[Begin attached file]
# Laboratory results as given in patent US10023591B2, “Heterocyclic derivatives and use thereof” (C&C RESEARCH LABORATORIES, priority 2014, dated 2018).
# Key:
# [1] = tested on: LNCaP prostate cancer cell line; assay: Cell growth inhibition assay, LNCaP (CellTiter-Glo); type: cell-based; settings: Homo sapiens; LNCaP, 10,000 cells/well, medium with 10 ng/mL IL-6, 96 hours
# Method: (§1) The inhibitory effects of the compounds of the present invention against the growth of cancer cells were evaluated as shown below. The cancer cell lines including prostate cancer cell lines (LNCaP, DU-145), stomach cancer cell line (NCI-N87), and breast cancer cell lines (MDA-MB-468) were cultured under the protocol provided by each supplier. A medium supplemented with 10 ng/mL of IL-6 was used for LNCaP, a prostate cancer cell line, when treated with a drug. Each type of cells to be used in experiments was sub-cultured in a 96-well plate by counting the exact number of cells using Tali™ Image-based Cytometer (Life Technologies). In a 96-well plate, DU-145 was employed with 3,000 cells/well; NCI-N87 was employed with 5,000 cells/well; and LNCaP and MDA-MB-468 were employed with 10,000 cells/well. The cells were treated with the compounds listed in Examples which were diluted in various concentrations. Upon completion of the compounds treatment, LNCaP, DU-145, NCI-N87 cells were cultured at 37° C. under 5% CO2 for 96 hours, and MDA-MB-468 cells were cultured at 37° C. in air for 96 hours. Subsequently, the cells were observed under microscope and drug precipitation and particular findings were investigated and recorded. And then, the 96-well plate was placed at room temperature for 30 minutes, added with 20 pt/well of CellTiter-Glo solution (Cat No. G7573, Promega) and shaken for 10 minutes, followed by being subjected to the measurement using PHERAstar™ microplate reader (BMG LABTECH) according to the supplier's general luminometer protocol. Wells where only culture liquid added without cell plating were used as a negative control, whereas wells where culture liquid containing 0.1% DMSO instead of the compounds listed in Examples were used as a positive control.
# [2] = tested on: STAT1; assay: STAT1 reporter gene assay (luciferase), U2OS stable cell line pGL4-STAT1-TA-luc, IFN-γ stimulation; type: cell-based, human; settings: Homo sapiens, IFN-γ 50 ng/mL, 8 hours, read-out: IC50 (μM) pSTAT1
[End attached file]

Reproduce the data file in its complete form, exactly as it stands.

# Laboratory results as given in patent US10023591B2, “Heterocyclic derivatives and use thereof” (C&C RESEARCH LABORATORIES, priority 2014, dated 2018).
# Key:
# [1] = tested on: LNCaP prostate cancer cell line; assay: Cell growth inhibition assay, LNCaP (CellTiter-Glo); type: cell-based; settings: Homo sapiens; LNCaP, 10,000 cells/well, medium with 10 ng/mL IL-6, 96 hours
# Method: (§1) The inhibitory effects of the compounds of the present invention against the growth of cancer cells were evaluated as shown below. The cancer cell lines including prostate cancer cell lines (LNCaP, DU-145), stomach cancer cell line (NCI-N87), and breast cancer cell lines (MDA-MB-468) were cultured under the protocol provided by each supplier. A medium supplemented with 10 ng/mL of IL-6 was used for LNCaP, a prostate cancer cell line, when treated with a drug. Each type of cells to be used in experiments was sub-cultured in a 96-well plate by counting the exact number of cells using Tali™ Image-based Cytometer (Life Technologies). In a 96-well plate, DU-145 was employed with 3,000 cells/well; NCI-N87 was employed with 5,000 cells/well; and LNCaP and MDA-MB-468 were employed with 10,000 cells/well. The cells were treated with the compounds listed in Examples which were diluted in various concentrations. Upon completion of the compounds treatment, LNCaP, DU-145, NCI-N87 cells were cultured at 37° C. under 5% CO2 for 96 hours, and MDA-MB-468 cells were cultured at 37° C. in air for 96 hours. Subsequently, the cells were observed under microscope and drug precipitation and particular findings were investigated and recorded. And then, the 96-well plate was placed at room temperature for 30 minutes, added with 20 pt/well of CellTiter-Glo solution (Cat No. G7573, Promega) and shaken for 10 minutes, followed by being subjected to the measurement using PHERAstar™ microplate reader (BMG LABTECH) according to the supplier's general luminometer protocol. Wells where only culture liquid added without cell plating were used as a negative control, whereas wells where culture liquid containing 0.1% DMSO instead of the compounds listed in Examples were used as a positive control.
# [2] = tested on: STAT1; assay: STAT1 reporter gene assay (luciferase), U2OS stable cell line pGL4-STAT1-TA-luc, IFN-γ stimulation; type: cell-based, human; settings: Homo sapiens, IFN-γ 50 ng/mL, 8 hours, read-out: IC50 (μM) pSTAT1